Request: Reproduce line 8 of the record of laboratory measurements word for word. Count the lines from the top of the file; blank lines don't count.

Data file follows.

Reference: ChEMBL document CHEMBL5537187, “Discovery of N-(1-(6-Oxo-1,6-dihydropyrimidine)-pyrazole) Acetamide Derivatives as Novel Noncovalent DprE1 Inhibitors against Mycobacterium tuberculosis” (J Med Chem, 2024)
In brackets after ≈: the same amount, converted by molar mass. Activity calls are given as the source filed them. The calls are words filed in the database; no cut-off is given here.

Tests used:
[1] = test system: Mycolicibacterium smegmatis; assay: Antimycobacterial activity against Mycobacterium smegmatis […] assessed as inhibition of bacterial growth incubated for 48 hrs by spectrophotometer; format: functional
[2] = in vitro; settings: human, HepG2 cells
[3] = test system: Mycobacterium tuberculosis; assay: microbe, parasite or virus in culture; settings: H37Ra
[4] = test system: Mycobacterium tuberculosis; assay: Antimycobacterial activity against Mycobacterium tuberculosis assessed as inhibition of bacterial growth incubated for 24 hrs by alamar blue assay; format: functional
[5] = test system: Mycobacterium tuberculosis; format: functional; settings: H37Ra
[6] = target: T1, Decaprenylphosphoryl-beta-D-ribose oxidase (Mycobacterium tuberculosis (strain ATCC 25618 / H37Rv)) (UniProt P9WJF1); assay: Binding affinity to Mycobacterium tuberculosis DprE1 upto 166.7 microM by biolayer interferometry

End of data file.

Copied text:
[5] = test system: Mycobacterium tuberculosis; format: functional; settings: H37Ra